CREATIVE PEAKS: Creative Conservation

By on October 6, 2015

Daly Projects exhibit explores local environs through foreign eyes

Works by David Buckley Borden, hanging at Daly Projects through Oct. 31, offer commentary on methods of wildlife management and conservation.

Works by David Buckley Borden, hanging at Daly Projects through Oct. 31, offer commentary on methods of wildlife management and conservation.

Jackson, WY – David Buckley Borden didn’t use his month-long residency through Teton Artlab just to create art. He used the time to investigate the ecological issues unique to the Greater Yellowstone Ecosystem.

That work is part of a new exhibition at Daly Projects, which will feature screen prints, mixed media drawings and installations.

While all the visiting artists in the Artlab’s residency program create work tied to nature or inspired by the outdoors, Borden’s work specifically and literally tackled conservation in the Greater Yellowstone ecosystem, explained Meg Daly, owner and curator at Daly Projects.

“His work is really uniquely centered around this region,” Daly said. “It was obvious to me it deserved a show here. It would be unfortunate if he didn’t have a show here.”

Much of the work showing at Daly Projects was informed by conversations Borden had with conservation organizations, government agencies and recreational sports enthusiasts during his residency in January.

His prints are unsolicited visual proposals to agencies like the U.S. Forest Service.

“They are pretty sincere suggestions, but they are also lighthearted and funny,” Daly said. “He captures an aesthetic that is the beautiful, graphic style of old maps, but they feel fresh and modern.”

The Cambridge, Mass. based artist has a background in landscape architecture. His work is design based, Daly said. He’ll be showing printed work and also sculptures using repurposed tools and installations with trees. He’ll also have some drawing and sketches on display.

“He’s really an interdisciplinary artist,” Daly said. “He’s hard to pin down to one genre.”

His work, which offers the chance to purchase pieces at price points in the $100 to $600 range, will cover the entire gallery.

Art lovers can take a  “field tour,” with Borden, a walk through the gallery, where he’ll discuss the inspiration behind his art.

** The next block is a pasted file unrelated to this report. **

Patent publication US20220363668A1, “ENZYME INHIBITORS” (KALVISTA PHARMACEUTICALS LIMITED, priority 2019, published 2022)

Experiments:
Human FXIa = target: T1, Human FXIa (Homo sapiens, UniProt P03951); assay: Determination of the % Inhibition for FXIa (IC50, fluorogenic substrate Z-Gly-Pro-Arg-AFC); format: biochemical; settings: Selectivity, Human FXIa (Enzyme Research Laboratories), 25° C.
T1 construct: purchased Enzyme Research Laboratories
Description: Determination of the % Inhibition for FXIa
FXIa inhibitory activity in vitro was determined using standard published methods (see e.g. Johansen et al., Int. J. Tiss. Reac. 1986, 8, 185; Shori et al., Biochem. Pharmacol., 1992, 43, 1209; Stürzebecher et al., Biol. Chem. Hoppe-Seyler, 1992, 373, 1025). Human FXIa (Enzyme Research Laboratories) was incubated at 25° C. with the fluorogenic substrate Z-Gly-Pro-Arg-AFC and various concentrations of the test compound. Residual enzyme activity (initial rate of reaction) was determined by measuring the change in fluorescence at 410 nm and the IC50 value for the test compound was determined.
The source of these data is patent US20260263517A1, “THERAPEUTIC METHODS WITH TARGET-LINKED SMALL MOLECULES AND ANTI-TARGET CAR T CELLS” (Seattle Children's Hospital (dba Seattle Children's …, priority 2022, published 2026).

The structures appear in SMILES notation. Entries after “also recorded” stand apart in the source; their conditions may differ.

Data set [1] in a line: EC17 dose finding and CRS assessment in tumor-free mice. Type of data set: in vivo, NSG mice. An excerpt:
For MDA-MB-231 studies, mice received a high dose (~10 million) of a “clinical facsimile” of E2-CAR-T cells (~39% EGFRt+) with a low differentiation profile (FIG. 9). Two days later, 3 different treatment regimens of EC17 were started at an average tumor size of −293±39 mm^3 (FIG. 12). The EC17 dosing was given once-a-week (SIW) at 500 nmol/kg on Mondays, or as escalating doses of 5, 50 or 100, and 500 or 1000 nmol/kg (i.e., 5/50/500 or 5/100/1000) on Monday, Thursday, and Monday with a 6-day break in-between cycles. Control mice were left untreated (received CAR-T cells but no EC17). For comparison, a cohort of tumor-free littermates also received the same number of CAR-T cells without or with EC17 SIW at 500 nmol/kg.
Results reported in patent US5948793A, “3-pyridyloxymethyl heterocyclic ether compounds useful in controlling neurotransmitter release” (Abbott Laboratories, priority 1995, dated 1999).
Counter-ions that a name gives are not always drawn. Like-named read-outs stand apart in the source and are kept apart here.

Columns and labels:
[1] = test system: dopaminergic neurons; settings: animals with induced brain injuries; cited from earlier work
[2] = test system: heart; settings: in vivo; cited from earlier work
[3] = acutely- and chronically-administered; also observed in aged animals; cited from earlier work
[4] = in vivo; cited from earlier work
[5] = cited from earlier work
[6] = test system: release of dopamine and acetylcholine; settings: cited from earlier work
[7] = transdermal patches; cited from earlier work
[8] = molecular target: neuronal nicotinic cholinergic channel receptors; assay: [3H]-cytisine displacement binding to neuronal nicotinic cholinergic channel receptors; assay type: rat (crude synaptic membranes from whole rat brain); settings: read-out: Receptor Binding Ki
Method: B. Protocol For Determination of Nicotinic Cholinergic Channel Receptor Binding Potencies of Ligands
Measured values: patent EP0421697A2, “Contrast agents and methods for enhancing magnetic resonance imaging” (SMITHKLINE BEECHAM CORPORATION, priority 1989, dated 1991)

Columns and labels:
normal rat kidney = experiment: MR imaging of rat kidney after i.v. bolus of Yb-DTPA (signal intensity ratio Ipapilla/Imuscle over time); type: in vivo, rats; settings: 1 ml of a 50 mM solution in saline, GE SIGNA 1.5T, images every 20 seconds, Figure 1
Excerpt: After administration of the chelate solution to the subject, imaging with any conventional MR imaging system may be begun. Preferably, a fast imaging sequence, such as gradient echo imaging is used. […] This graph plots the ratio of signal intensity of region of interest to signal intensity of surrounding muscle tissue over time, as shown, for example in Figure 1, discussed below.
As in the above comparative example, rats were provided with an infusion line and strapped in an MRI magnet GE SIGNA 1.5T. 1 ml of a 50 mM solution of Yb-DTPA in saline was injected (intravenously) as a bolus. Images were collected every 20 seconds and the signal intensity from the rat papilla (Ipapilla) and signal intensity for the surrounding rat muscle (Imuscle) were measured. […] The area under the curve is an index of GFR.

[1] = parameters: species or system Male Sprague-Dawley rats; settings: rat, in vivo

Borden also is creating an installation outside the Center for the Arts to tie into the SHIFT Festival. All his work is meant to inspire conversation and thought about conservation in the area.

“It’s interesting to get an outsider’s perspective on town,” Daly said. “He offers ideas and perspectives we might not generate here because we are so close to the issues.”

“Greater Yellowstone: Prints, Maps, and Objects,” by David Buckley Borden, reception is 5 to 7 p.m., Thursday, show hangs through Oct. 31, at Daly Projects, 125. E. Pearl Ave.

When the love of art, collaboration endures

In 1982, Babs Case, now the artistic director for Dancers’ Workshop, collaborated with artist Dickie Landry to create a multi-disciplinary art performance exploring the dialogue between music, dance and visual arts.

Case and Landry will share that collaboration again, decades after they first created it, as part of Landry’s residency at the Center for the Arts. The piece, which Case reset for dancer Francesca Romo of Contemporary Dance Wyoming, is still just as relevant.

Landry’s time in Jackson will include an art show in the Theater Gallery at the Center for the Arts called “Dickie Landry: Exploration in Axonometric Projection.” It will feature his paintings, talks and a performance of “Trialogue,” the piece he and Case created years earlier.

Landry, 77, is a musician, photographer and painter.

“He’s just an artist in every way and approaches life in that way,” Case said.

His time living in New York introduced him to other artists who became collaborators and inspired his own work.

Landry counts Paul Simon as a friend and was an original member of the Philip Glass Ensemble.

“He just experienced an extraordinary time in art,” Case said.

“Trialogue,” which is somewhat improvisational and somewhat structured, shows what the creative process is really like. It can be seductive, alluring and terrifying at the same time, Case said. You can get lost in it. It’s about letting go and allowing another art form to move you. It’s also reminiscent of primitive forms of video mapping, Case said.

For the new performance of the piece, Case is creating the visual art using ink on an old-fashioned projector that will run while Romo dances and Landry plays the saxophone on stage. Case will follow Romo’s movements with the projector, while listening to Landry’s musical direction.

“It is truly a dialogue between the art forms,” she said.

Dickie Landry, presented by the University of Wyoming Museum, Center for the Arts, Dancers’ Workshop and the Art Association. Gallery tour and artist talk, Art Association, noon, Monday, Oct. 12 and Oct. 14.

Opening reception, Art Association Gallery, 5:30 p.m., Oct. 14; “Trialogue,” 7:30 p.m., Oct. 14, Center Theater at the Center for the Arts, free. PJH

‘Diamonds in Hand,’ and other works by Dickie Landry coalesce with music and dance during the artist’s opening reception Oct. 14.

‘Diamonds in Hand,’ and other works by Dickie Landry coalesce with music and dance during the artist’s opening reception Oct. 14.

About Kelsey Dayton

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